The 1950s: A New Dawn for Glamour
In the 1950s, the beauty industry began to mirror the glamorous Hollywood culture. The era saw a surge in the popularity of redheads, largely inspired by Hollywood sensations like Rita Hayworth and Lucille Ball. Men’s styles weren’t left behind either, with icons like James Dean, Little Richard, and Elvis Presley setting trends.
1953 marked a significant milestone as Marilyn Monroe’s starring role in Gentlemen Prefer Blondes led to a platinum blonde craze that would extend into the following decade. This period also witnessed an improvement in hair and nail products, as well as the inception of tube mascara.
The 1960s: Revolution and the Rise of Individualism
The 1960s ushered in an era of revolution, not just culturally and socially, but also within the realm of cosmetology. Vidal Sassoon, a British hairdresser, disrupted the hairstyling world with his revolutionary geometric cuts, marking a departure from traditional styles. The hippie movement also had a significant impact on hair trends, with long, straight, center-parted hair and Afros becoming popular for both women and men. The era marked the beginnings of the natural hair movement, which continues to influence the industry today.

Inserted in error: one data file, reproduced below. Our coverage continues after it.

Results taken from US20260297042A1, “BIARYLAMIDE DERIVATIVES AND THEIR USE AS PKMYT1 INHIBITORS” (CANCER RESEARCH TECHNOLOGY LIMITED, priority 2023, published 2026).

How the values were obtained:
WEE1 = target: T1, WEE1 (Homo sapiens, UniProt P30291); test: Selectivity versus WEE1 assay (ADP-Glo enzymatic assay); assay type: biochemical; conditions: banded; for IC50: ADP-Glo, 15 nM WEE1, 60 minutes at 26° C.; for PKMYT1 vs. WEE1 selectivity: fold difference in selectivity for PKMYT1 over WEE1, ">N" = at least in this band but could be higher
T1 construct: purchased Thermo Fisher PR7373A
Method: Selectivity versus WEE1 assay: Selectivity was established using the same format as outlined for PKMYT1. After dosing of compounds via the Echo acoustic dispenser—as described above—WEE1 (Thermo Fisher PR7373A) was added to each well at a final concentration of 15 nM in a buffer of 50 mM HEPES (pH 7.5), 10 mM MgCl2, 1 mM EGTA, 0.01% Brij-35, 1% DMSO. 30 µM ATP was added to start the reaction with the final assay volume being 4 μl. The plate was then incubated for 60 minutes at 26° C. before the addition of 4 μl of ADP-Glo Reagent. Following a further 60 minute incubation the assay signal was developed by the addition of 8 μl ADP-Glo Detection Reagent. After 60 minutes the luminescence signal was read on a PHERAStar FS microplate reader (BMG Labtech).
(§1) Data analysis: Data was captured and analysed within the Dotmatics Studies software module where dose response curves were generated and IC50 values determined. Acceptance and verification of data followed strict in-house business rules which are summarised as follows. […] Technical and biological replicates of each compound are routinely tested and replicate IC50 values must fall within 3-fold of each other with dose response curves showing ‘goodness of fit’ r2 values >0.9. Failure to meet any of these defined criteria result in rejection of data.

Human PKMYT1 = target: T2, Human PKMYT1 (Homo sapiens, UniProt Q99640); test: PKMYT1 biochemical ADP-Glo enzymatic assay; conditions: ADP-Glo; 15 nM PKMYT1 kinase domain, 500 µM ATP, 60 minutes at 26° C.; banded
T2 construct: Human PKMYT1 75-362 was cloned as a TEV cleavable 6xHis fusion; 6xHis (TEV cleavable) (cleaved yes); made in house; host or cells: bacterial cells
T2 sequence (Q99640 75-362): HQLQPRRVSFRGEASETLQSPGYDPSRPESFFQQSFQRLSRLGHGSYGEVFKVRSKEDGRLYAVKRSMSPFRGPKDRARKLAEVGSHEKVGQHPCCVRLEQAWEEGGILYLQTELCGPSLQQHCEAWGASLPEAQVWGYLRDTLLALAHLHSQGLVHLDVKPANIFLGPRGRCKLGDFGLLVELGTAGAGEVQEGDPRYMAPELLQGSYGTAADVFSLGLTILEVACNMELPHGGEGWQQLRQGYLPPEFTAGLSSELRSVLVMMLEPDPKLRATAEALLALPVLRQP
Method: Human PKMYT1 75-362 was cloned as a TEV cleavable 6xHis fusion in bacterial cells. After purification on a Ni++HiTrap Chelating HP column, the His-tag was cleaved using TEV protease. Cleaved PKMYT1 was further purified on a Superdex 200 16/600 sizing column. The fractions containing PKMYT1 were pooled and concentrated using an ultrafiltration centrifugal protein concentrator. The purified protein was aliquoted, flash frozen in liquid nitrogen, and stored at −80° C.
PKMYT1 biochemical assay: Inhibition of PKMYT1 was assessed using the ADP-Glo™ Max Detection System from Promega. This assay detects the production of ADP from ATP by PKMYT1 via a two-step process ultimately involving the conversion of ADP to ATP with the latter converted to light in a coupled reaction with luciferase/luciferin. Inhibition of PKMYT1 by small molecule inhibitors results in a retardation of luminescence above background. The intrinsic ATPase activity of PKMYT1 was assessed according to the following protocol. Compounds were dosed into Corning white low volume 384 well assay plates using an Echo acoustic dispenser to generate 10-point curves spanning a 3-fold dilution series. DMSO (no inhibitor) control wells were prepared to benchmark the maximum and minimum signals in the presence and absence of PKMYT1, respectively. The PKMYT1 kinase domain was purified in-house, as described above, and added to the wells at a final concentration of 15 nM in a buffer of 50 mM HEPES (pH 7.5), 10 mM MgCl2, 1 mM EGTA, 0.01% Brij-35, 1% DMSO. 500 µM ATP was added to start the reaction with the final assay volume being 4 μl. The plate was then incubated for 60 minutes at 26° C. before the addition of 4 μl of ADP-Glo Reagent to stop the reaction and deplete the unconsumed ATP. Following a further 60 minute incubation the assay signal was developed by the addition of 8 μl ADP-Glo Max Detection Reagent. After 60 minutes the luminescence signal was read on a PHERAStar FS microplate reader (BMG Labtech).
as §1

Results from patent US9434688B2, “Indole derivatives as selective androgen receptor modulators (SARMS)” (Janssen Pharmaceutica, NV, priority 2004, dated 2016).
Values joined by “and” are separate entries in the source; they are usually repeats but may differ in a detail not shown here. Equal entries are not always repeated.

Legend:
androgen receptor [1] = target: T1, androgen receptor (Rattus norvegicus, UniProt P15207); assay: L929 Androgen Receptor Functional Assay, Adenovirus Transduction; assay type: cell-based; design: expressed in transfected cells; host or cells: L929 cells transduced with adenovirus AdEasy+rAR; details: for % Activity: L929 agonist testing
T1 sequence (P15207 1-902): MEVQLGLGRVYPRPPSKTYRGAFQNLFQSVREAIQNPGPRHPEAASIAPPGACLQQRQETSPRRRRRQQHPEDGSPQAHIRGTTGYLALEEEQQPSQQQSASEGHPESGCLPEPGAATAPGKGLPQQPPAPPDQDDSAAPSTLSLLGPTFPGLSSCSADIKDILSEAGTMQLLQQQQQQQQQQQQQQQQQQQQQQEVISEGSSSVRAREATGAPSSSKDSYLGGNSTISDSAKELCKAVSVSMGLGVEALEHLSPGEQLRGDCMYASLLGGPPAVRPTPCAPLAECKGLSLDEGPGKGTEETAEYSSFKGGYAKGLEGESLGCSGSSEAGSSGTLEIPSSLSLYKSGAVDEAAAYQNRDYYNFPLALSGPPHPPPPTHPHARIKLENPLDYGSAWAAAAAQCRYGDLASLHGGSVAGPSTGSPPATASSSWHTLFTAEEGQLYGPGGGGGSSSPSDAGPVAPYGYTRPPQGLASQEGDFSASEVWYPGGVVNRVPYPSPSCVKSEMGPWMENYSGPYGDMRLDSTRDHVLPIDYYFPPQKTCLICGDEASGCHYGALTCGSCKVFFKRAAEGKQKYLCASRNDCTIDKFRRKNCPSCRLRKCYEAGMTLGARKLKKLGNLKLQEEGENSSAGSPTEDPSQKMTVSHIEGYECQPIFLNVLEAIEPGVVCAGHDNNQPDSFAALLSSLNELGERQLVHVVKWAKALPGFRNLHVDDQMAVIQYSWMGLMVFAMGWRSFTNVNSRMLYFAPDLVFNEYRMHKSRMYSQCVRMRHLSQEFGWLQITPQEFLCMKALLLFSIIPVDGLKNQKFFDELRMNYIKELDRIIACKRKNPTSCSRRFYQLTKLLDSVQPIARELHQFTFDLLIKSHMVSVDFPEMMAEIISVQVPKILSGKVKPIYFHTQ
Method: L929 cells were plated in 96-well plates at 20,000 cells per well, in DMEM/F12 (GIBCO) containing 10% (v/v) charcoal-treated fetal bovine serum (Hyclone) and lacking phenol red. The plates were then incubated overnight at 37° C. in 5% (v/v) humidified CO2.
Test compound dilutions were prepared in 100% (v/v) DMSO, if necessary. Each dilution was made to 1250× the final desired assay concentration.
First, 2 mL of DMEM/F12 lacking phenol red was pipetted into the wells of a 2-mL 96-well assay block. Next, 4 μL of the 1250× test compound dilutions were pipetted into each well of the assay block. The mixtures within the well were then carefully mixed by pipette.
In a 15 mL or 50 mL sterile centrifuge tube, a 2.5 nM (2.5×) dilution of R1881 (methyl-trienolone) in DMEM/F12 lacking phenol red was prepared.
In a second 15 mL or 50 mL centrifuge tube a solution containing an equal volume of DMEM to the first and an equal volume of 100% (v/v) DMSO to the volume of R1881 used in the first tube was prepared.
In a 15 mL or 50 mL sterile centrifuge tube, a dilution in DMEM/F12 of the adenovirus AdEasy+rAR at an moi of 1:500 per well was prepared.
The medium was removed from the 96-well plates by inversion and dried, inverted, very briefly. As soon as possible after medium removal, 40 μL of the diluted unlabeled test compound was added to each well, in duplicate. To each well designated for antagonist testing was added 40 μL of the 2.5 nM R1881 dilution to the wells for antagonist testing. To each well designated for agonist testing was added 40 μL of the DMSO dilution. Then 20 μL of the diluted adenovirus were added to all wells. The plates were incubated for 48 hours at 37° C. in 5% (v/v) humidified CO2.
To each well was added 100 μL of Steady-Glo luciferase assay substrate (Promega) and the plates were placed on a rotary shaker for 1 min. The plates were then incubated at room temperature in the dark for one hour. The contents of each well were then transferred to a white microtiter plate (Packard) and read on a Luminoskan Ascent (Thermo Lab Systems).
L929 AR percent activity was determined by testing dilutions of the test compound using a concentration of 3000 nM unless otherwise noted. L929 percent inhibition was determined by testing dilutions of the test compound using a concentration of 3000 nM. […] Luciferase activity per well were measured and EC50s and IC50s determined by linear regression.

The 1970s: Iconic Styles and Technical Innovations
The 1970s were defined by iconic styles and technical innovations in hairdressing. Farrah Fawcett’s long layered look became emblematic of the decade. Despite changes in fashion, long layers remain popular in today’s hairstyles. This decade also witnessed a major revolution in frosting and highlighting. French hairdressers introduced hair weaving using aluminum foil, a technique that has been refined and is still in use today.
The 1980s: Exuberance and Industry Advancements
The 1980s saw a return to dramatic makeup, with heavy use of eye shadows, blush, and the “cat eyes” look. Hairstyles were equally bold, with big, teased bangs, the bilevel haircut, and the Jheri curl taking center stage. This decade also marked significant industry advancements, with the introduction of industry-specific software in salons and the invention of SunGlitz, the world’s first ammonia-free lightener, by hairdresser Farouk Shami. The first North American Hairstyling Awards (NAHA) event was held in 1989, offering a platform for hairdressers to compete and showcase their talents.
The 1990s: A Return to Natural Beauty
The 1990s signaled a shift toward more natural styles and healthier hair. Hair color formulations became gentler, allowing more people to experiment with being blondes, brunettes, or redheads. The desire for smoother, richer styles, improved styling products and tools, and the trend toward healthier hair contributed to a decline in the popularity of perms.